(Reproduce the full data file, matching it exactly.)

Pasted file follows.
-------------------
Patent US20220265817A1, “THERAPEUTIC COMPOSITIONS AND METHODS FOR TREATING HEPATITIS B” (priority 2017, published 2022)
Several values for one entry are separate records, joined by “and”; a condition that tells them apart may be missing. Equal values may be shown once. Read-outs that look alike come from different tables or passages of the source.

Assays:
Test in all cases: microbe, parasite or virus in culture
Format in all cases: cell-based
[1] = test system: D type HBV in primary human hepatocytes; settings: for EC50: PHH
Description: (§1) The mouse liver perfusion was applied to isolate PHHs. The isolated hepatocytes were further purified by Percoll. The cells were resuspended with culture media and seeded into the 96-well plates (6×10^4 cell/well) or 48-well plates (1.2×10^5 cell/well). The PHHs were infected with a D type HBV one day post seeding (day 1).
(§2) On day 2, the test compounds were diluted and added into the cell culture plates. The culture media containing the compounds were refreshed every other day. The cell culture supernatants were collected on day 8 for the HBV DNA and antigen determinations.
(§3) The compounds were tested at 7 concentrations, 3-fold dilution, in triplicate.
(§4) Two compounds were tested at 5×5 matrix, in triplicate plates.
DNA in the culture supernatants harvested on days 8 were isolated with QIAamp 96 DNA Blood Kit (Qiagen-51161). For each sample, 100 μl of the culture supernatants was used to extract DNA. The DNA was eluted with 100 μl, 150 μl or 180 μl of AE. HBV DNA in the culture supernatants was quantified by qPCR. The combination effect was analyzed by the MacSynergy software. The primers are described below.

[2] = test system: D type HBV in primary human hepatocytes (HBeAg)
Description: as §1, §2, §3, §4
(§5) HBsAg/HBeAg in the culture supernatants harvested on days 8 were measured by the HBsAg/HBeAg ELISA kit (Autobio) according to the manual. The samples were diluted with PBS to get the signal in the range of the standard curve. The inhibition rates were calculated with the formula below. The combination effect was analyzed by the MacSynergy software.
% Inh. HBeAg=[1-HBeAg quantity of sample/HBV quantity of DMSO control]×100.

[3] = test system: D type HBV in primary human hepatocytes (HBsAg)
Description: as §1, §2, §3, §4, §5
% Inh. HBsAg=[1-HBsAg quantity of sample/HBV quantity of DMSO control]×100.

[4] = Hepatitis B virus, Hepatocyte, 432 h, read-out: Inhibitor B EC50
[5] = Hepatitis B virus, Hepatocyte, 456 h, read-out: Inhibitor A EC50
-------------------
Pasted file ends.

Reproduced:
Patent US20220265817A1, “THERAPEUTIC COMPOSITIONS AND METHODS FOR TREATING HEPATITIS B” (priority 2017, published 2022)
Several values for one entry are separate records, joined by “and”; a condition that tells them apart may be missing. Equal values may be shown once. Read-outs that look alike come from different tables or passages of the source.

Assays:
Test in all cases: microbe, parasite or virus in culture
Format in all cases: cell-based
[1] = test system: D type HBV in primary human hepatocytes; settings: for EC50: PHH
Description: (§1) The mouse liver perfusion was applied to isolate PHHs. The isolated hepatocytes were further purified by Percoll. The cells were resuspended with culture media and seeded into the 96-well plates (6×10^4 cell/well) or 48-well plates (1.2×10^5 cell/well). The PHHs were infected with a D type HBV one day post seeding (day 1).
(§2) On day 2, the test compounds were diluted and added into the cell culture plates. The culture media containing the compounds were refreshed every other day. The cell culture supernatants were collected on day 8 for the HBV DNA and antigen determinations.
(§3) The compounds were tested at 7 concentrations, 3-fold dilution, in triplicate.
(§4) Two compounds were tested at 5×5 matrix, in triplicate plates.
DNA in the culture supernatants harvested on days 8 were isolated with QIAamp 96 DNA Blood Kit (Qiagen-51161). For each sample, 100 μl of the culture supernatants was used to extract DNA. The DNA was eluted with 100 μl, 150 μl or 180 μl of AE. HBV DNA in the culture supernatants was quantified by qPCR. The combination effect was analyzed by the MacSynergy software. The primers are described below.

[2] = test system: D type HBV in primary human hepatocytes (HBeAg)
Description: as §1, §2, §3, §4
(§5) HBsAg/HBeAg in the culture supernatants harvested on days 8 were measured by the HBsAg/HBeAg ELISA kit (Autobio) according to the manual. The samples were diluted with PBS to get the signal in the range of the standard curve. The inhibition rates were calculated with the formula below. The combination effect was analyzed by the MacSynergy software.
% Inh. HBeAg=[1-HBeAg quantity of sample/HBV quantity of DMSO control]×100.

[3] = test system: D type HBV in primary human hepatocytes (HBsAg)
Description: as §1, §2, §3, §4, §5
% Inh. HBsAg=[1-HBsAg quantity of sample/HBV quantity of DMSO control]×100.

[4] = Hepatitis B virus, Hepatocyte, 432 h, read-out: Inhibitor B EC50
[5] = Hepatitis B virus, Hepatocyte, 456 h, read-out: Inhibitor A EC50